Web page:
The agreement has been finalised with the Oklahoma Medical Research Foundation (OMRF) and the Rajiv Gandhi Centre for Biotechnology (RGCB) for novel liver cancer treatment.
Liver cancer is the second most common cause of cancer deaths worldwide and claims around 750,000 lives a year.
The American Cancer Society reckons 39,000 people in the US will be diagnosed with primary liver cancer in 2017 and that 27,000 will die this year.
RGCB researchers identified the therapeutic effect of the compound, which comes from the black nightshade plant, and entered a collaboration with OMRF to further develop it.
In animal models, uttrocide B has been shown to be more potent than the currently available drug for the disease and caused no noticeable side effects.
It was shown to be 10 times more cytotoxic to HepG2 liver cancer cells than the only drug currently on the market for the condition, said Q BioMed's chief executive Denis Corin.
"Our ultimate goal is to use uttrocide B as a chemotherapeutic against liver cancer, which has very few therapeutic options," he added.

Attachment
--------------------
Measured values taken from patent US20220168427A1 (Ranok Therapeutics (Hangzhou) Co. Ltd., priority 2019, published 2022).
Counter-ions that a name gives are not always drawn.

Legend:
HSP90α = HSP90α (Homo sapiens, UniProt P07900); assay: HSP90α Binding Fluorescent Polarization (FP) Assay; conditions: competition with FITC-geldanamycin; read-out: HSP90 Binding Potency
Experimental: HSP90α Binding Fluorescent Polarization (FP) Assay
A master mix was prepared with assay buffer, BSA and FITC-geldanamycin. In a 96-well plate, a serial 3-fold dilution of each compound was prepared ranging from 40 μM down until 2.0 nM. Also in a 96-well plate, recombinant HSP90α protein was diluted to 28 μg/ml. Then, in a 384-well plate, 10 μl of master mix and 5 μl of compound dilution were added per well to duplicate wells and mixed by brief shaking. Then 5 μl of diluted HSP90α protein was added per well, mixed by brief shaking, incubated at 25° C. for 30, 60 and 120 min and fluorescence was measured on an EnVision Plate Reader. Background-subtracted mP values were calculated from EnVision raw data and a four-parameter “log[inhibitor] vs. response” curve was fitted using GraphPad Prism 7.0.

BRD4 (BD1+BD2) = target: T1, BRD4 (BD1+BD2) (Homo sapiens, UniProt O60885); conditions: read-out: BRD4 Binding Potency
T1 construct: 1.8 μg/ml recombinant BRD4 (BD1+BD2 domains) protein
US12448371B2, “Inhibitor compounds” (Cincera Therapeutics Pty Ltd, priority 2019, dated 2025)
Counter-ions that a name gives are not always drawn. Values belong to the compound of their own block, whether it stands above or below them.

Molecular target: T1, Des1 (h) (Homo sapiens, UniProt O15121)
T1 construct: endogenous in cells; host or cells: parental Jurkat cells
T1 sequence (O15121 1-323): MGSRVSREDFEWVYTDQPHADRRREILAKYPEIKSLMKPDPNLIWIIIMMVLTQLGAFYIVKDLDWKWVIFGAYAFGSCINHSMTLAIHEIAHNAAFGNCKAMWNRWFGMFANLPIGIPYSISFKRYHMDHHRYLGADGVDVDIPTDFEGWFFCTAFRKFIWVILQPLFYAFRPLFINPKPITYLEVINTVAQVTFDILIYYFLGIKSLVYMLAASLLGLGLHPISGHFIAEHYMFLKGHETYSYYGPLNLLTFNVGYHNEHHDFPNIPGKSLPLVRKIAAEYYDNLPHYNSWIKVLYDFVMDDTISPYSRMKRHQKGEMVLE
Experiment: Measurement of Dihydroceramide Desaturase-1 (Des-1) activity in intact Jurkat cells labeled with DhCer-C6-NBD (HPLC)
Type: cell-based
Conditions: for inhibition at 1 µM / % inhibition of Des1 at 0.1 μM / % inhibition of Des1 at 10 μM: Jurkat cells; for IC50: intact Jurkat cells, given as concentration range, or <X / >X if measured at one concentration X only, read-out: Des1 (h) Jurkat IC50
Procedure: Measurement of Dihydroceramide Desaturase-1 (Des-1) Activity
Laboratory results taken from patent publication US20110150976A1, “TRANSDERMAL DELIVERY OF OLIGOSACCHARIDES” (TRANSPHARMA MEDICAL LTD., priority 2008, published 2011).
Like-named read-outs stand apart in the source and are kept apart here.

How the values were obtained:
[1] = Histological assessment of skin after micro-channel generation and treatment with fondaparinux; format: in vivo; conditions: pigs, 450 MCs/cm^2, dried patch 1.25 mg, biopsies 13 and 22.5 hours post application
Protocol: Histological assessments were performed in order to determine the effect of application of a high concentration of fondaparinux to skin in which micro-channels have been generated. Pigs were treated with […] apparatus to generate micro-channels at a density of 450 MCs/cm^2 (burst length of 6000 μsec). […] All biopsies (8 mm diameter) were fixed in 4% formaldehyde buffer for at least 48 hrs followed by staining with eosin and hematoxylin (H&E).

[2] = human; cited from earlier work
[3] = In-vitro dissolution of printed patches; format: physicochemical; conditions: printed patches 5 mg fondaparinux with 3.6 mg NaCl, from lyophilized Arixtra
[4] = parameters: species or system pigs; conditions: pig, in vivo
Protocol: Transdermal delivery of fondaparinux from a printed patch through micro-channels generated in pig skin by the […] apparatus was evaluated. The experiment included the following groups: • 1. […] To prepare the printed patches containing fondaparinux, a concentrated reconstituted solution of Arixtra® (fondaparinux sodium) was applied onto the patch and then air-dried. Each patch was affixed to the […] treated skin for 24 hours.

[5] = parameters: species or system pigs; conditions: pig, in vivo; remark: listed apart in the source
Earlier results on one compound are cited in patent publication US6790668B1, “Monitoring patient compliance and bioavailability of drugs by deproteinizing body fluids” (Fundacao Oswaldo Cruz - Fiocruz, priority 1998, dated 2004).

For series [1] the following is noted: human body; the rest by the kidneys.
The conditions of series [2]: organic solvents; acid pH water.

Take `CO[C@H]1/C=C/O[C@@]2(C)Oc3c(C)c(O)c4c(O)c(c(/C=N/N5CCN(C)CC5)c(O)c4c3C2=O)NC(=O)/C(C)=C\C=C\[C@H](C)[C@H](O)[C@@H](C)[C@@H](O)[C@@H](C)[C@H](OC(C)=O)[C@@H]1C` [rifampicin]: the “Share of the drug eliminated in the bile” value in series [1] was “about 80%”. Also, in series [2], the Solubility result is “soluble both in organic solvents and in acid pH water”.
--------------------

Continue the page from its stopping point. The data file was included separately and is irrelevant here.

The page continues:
"This is truly an unmet need in liver cancer," said OMRF vice president of technology ventures, Manu Nair.
"To find a plant-based treatment for a condition like liver cancer can open the door to a wide variety of other natural products for treating human disease."
Yesterday, the firm said it would be presenting today at the 6th Annual Marcum MicroCap Conference in New York.
Chief executive Corin will cover the company's business strategy, pipeline, recent developments and look forward at milestones for the balance of 2017 and beyond.
Since its launch in 2012, this event has become a nationally recognized forum for publicly traded companies with a market cap of less than $500mln to network with fund managers and high net worth investors who focus on small cap equities.
Shares eased around 6% to $4.06.